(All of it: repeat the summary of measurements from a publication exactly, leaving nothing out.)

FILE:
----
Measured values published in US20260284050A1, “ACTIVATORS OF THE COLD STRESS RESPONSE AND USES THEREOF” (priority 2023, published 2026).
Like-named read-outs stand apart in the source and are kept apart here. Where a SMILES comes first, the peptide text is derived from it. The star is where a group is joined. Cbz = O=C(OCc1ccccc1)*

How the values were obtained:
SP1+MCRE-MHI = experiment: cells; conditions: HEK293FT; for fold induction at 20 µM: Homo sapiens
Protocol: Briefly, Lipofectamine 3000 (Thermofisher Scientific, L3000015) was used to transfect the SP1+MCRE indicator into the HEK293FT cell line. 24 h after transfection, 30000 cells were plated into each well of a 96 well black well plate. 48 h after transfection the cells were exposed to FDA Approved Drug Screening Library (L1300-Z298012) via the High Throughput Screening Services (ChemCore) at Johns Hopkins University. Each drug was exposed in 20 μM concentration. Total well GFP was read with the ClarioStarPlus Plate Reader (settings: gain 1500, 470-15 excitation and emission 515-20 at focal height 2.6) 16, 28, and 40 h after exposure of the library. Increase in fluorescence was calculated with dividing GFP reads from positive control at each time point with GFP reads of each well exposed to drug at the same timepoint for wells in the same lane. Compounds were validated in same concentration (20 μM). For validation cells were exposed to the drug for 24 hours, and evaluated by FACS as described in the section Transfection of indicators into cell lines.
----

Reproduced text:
Measured values published in US20260284050A1, “ACTIVATORS OF THE COLD STRESS RESPONSE AND USES THEREOF” (priority 2023, published 2026).
Like-named read-outs stand apart in the source and are kept apart here. Where a SMILES comes first, the peptide text is derived from it. The star is where a group is joined. Cbz = O=C(OCc1ccccc1)*

How the values were obtained:
SP1+MCRE-MHI = experiment: cells; conditions: HEK293FT; for fold induction at 20 µM: Homo sapiens
Protocol: Briefly, Lipofectamine 3000 (Thermofisher Scientific, L3000015) was used to transfect the SP1+MCRE indicator into the HEK293FT cell line. 24 h after transfection, 30000 cells were plated into each well of a 96 well black well plate. 48 h after transfection the cells were exposed to FDA Approved Drug Screening Library (L1300-Z298012) via the High Throughput Screening Services (ChemCore) at Johns Hopkins University. Each drug was exposed in 20 μM concentration. Total well GFP was read with the ClarioStarPlus Plate Reader (settings: gain 1500, 470-15 excitation and emission 515-20 at focal height 2.6) 16, 28, and 40 h after exposure of the library. Increase in fluorescence was calculated with dividing GFP reads from positive control at each time point with GFP reads of each well exposed to drug at the same timepoint for wells in the same lane. Compounds were validated in same concentration (20 μM). For validation cells were exposed to the drug for 24 hours, and evaluated by FACS as described in the section Transfection of indicators into cell lines.